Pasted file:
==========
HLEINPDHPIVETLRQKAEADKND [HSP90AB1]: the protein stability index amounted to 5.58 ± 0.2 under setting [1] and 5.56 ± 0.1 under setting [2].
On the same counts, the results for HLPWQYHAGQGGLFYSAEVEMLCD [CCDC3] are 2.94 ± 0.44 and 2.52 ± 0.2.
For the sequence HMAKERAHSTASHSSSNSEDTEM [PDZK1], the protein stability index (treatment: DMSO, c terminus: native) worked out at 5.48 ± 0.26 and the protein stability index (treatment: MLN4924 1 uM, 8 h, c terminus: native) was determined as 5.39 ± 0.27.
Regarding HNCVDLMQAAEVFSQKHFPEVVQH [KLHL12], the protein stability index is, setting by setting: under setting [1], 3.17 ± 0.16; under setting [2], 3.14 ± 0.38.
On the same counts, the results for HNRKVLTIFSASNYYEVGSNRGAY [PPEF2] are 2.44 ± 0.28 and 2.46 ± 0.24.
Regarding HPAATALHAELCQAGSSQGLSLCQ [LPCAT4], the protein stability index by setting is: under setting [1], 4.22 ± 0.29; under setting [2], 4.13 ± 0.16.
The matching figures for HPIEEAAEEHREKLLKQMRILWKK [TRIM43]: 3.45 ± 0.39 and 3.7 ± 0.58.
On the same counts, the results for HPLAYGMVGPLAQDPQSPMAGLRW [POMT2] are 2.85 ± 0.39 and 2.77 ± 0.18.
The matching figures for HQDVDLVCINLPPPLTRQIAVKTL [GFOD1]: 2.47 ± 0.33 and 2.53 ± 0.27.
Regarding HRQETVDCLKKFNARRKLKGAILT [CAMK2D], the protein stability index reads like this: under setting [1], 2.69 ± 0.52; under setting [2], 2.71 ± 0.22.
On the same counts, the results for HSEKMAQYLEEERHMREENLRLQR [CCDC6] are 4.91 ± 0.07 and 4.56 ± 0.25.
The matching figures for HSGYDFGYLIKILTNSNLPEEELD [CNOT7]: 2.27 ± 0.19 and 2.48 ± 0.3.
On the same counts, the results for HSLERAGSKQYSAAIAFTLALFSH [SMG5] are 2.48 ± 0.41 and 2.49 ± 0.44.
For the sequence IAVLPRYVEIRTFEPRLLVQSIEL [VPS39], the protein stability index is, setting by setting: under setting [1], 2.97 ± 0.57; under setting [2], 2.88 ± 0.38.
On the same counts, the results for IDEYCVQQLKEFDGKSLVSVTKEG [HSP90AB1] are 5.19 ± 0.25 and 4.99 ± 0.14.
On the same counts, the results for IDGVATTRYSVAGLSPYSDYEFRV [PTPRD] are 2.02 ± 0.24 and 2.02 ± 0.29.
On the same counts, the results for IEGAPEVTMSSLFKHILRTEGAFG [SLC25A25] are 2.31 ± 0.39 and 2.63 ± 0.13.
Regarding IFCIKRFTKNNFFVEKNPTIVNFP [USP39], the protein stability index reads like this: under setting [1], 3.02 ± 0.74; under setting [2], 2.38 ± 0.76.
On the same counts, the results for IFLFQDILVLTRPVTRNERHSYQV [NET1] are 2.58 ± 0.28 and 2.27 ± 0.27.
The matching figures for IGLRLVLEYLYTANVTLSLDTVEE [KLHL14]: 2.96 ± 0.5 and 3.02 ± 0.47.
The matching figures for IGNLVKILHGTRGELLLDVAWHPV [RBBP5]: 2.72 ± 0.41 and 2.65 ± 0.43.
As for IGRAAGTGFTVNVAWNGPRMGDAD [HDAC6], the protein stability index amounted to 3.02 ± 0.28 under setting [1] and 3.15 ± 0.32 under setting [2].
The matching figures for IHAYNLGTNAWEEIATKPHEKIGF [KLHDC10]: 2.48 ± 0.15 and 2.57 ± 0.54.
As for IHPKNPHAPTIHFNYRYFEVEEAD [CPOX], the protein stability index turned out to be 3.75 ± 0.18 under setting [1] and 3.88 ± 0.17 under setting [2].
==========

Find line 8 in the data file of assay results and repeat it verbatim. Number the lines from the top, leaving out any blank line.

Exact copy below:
On the same counts, the results for HPLAYGMVGPLAQDPQSPMAGLRW [POMT2] are 2.85 ± 0.39 and 2.77 ± 0.18.